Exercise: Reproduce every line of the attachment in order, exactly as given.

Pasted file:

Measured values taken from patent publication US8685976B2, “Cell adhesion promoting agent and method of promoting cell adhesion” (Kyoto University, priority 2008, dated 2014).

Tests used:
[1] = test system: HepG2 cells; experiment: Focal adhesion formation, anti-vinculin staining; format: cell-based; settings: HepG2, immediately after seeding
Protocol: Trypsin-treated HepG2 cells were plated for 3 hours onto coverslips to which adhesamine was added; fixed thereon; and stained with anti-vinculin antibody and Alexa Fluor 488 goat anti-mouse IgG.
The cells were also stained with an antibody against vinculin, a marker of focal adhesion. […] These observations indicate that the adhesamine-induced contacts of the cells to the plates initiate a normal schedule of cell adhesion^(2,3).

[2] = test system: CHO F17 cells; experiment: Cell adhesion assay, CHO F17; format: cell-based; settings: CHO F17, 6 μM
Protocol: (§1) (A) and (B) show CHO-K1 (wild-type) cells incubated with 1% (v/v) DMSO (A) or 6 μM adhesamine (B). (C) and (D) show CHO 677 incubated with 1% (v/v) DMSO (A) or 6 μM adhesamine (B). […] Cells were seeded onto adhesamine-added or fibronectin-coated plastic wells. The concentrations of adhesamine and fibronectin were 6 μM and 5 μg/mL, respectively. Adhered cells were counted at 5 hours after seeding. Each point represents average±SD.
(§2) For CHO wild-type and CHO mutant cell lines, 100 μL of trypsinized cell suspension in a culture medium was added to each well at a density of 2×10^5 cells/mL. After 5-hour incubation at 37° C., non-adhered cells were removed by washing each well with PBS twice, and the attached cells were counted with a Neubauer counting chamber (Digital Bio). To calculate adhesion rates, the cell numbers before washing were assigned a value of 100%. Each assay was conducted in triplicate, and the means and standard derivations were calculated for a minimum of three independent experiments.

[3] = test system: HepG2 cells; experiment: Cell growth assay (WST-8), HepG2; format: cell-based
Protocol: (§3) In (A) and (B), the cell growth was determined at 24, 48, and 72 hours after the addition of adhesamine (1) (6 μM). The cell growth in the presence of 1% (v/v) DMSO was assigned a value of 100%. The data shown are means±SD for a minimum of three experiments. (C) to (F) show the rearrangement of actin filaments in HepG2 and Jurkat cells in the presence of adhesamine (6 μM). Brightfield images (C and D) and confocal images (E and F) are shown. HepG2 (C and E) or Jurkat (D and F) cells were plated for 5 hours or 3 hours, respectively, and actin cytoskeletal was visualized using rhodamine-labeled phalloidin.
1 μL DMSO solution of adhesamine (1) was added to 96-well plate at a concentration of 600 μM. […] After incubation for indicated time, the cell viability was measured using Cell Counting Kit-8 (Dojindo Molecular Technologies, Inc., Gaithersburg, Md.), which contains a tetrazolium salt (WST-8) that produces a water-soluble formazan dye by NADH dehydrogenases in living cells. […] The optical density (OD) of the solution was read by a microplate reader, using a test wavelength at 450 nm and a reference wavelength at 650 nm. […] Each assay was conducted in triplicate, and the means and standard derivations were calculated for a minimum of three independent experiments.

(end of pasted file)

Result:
Measured values taken from patent publication US8685976B2, “Cell adhesion promoting agent and method of promoting cell adhesion” (Kyoto University, priority 2008, dated 2014).

Tests used:
[1] = test system: HepG2 cells; experiment: Focal adhesion formation, anti-vinculin staining; format: cell-based; settings: HepG2, immediately after seeding
Protocol: Trypsin-treated HepG2 cells were plated for 3 hours onto coverslips to which adhesamine was added; fixed thereon; and stained with anti-vinculin antibody and Alexa Fluor 488 goat anti-mouse IgG.
The cells were also stained with an antibody against vinculin, a marker of focal adhesion. […] These observations indicate that the adhesamine-induced contacts of the cells to the plates initiate a normal schedule of cell adhesion^(2,3).

[2] = test system: CHO F17 cells; experiment: Cell adhesion assay, CHO F17; format: cell-based; settings: CHO F17, 6 μM
Protocol: (§1) (A) and (B) show CHO-K1 (wild-type) cells incubated with 1% (v/v) DMSO (A) or 6 μM adhesamine (B). (C) and (D) show CHO 677 incubated with 1% (v/v) DMSO (A) or 6 μM adhesamine (B). […] Cells were seeded onto adhesamine-added or fibronectin-coated plastic wells. The concentrations of adhesamine and fibronectin were 6 μM and 5 μg/mL, respectively. Adhered cells were counted at 5 hours after seeding. Each point represents average±SD.
(§2) For CHO wild-type and CHO mutant cell lines, 100 μL of trypsinized cell suspension in a culture medium was added to each well at a density of 2×10^5 cells/mL. After 5-hour incubation at 37° C., non-adhered cells were removed by washing each well with PBS twice, and the attached cells were counted with a Neubauer counting chamber (Digital Bio). To calculate adhesion rates, the cell numbers before washing were assigned a value of 100%. Each assay was conducted in triplicate, and the means and standard derivations were calculated for a minimum of three independent experiments.

[3] = test system: HepG2 cells; experiment: Cell growth assay (WST-8), HepG2; format: cell-based
Protocol: (§3) In (A) and (B), the cell growth was determined at 24, 48, and 72 hours after the addition of adhesamine (1) (6 μM). The cell growth in the presence of 1% (v/v) DMSO was assigned a value of 100%. The data shown are means±SD for a minimum of three experiments. (C) to (F) show the rearrangement of actin filaments in HepG2 and Jurkat cells in the presence of adhesamine (6 μM). Brightfield images (C and D) and confocal images (E and F) are shown. HepG2 (C and E) or Jurkat (D and F) cells were plated for 5 hours or 3 hours, respectively, and actin cytoskeletal was visualized using rhodamine-labeled phalloidin.
1 μL DMSO solution of adhesamine (1) was added to 96-well plate at a concentration of 600 μM. […] After incubation for indicated time, the cell viability was measured using Cell Counting Kit-8 (Dojindo Molecular Technologies, Inc., Gaithersburg, Md.), which contains a tetrazolium salt (WST-8) that produces a water-soluble formazan dye by NADH dehydrogenases in living cells. […] The optical density (OD) of the solution was read by a microplate reader, using a test wavelength at 450 nm and a reference wavelength at 650 nm. […] Each assay was conducted in triplicate, and the means and standard derivations were calculated for a minimum of three independent experiments.